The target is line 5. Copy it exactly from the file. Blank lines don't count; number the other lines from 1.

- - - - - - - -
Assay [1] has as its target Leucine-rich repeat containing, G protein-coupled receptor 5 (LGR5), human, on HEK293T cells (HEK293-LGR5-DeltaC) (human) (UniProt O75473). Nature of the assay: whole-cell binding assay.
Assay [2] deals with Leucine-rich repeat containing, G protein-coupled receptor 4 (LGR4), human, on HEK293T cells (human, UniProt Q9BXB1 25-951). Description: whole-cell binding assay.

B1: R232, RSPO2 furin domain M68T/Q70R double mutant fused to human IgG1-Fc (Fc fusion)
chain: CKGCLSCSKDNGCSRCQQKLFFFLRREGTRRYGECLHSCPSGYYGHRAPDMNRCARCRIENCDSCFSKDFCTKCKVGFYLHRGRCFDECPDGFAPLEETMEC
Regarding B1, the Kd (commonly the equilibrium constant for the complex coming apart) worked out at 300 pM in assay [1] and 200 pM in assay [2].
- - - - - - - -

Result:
Regarding B1, the Kd (commonly the equilibrium constant for the complex coming apart) worked out at 300 pM in assay [1] and 200 pM in assay [2].